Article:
Think you can’t catch prairie walleye in summer? Think again!

Image Via: Mike Hungle

Heat treatment

Cool tactics for hot western walleye action—all summer long

Mike Hungle
Mike Hungle


Follow the baitfish

Each summer, a couple of unique and surprising walleye patterns develop in the places where people play. Sandy beaches are prime locations, attracting minnows as well as people. And when the minnows arrive on the scene, the walleye aren’t far behind. Running small crankbaits or spinner rigs with minnows over such areas can produce some nice hot-weather walleye.

Avoid fishing beaches during the day when swimmers are present. It’s usually safe, however, to fish these areas early or late in the day, or when it’s rainy or overcast and beachgoers typically stay home. If there are similar sandy areas on the lake that don’t host swimmers, those can be hot at any time of the day.

Believe it or not, another summer fishing location for walleye is in the wake zone created by recreational boaters pulling people on tubes and kneeboards (above). Such areas are especially productive if the waves crash into a nearby shoreline or an exposed sandbar. This stirs up the water, similar to what happens on a windy day, triggering walleye to move into the haze to feed.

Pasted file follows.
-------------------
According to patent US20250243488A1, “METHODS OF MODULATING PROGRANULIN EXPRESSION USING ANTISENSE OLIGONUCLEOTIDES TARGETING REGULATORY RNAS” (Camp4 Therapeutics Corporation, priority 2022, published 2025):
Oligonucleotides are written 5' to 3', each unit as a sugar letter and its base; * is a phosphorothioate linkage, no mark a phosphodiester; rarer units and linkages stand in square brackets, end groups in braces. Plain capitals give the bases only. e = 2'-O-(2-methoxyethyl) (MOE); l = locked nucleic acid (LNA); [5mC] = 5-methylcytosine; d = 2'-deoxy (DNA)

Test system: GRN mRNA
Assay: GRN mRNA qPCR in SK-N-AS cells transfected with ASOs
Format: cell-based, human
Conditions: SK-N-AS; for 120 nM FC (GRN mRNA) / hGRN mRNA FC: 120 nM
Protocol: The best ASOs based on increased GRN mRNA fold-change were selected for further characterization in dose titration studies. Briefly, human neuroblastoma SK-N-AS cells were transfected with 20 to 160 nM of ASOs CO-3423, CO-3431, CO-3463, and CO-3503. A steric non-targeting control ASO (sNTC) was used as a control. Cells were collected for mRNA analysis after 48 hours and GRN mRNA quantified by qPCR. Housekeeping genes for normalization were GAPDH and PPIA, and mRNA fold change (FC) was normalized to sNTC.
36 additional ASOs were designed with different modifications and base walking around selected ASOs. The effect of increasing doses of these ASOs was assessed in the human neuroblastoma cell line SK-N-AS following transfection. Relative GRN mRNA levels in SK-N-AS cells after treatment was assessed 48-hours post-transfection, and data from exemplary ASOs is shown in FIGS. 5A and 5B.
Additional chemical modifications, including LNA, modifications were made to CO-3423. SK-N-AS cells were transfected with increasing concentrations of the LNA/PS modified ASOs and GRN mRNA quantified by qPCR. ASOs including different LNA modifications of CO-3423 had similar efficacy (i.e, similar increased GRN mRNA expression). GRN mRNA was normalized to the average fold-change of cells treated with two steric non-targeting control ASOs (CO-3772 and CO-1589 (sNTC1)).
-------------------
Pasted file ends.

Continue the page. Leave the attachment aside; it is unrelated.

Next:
Although the action can be hot and heavy, just be aware that wake zones can also be frustrating to fish. Boat control may be an issue, with the pounding, irregular waves bouncing you around all day and making it difficult to stay in position. And for some, the sounds of roaring boat engines, kids screaming and music blaring can be hard on the nerves. But to me, the action you’ll find beneath the waves makes it all worthwhile.

Saskatchewan contributor Mike Hungle will fish for walleye in any weather.

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